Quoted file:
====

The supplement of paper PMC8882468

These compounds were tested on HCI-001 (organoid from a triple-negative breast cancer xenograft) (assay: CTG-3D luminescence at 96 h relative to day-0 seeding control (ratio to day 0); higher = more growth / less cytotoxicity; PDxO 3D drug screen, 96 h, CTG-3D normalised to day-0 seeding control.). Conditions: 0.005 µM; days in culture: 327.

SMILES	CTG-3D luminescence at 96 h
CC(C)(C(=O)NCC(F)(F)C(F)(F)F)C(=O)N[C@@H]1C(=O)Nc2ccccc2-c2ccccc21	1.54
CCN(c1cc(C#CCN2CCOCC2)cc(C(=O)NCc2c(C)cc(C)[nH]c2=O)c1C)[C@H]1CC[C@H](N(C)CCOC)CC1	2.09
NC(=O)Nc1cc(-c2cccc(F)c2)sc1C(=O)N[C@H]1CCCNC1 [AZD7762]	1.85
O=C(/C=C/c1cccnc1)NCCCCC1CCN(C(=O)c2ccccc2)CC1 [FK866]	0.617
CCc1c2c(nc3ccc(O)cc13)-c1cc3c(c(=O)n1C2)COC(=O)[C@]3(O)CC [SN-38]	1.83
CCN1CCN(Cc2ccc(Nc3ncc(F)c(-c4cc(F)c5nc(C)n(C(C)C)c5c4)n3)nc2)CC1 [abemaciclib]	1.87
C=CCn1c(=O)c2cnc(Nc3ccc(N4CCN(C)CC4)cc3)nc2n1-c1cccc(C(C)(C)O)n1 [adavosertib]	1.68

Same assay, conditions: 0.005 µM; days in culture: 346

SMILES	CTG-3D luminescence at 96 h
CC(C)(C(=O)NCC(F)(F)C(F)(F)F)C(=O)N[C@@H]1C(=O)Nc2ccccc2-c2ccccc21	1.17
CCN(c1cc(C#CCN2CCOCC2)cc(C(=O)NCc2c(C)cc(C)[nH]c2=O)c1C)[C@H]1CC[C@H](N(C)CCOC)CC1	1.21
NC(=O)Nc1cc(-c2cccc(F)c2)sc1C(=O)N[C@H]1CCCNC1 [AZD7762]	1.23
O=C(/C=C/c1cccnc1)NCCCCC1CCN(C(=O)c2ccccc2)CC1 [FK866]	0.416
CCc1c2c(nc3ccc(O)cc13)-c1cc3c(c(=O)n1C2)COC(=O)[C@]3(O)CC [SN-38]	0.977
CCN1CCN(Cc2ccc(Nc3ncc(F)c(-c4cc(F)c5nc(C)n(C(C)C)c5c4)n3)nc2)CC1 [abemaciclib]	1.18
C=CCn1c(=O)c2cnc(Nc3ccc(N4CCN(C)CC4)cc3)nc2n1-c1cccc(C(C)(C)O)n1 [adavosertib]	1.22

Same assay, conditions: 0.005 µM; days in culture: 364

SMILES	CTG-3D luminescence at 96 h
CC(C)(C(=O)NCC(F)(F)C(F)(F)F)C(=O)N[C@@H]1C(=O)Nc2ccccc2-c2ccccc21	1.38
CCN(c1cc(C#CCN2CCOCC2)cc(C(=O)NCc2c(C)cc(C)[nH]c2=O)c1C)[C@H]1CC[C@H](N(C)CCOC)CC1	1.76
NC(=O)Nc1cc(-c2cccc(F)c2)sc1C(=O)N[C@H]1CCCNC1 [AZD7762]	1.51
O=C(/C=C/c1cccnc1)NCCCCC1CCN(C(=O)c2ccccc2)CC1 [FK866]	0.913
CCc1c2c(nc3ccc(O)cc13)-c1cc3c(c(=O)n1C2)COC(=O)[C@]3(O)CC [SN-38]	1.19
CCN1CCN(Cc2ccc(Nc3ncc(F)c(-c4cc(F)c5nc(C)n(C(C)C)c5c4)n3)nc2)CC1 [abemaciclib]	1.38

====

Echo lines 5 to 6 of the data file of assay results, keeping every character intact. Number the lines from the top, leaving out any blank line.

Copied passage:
CCN(c1cc(C#CCN2CCOCC2)cc(C(=O)NCc2c(C)cc(C)[nH]c2=O)c1C)[C@H]1CC[C@H](N(C)CCOC)CC1	2.09
NC(=O)Nc1cc(-c2cccc(F)c2)sc1C(=O)N[C@H]1CCCNC1 [AZD7762]	1.85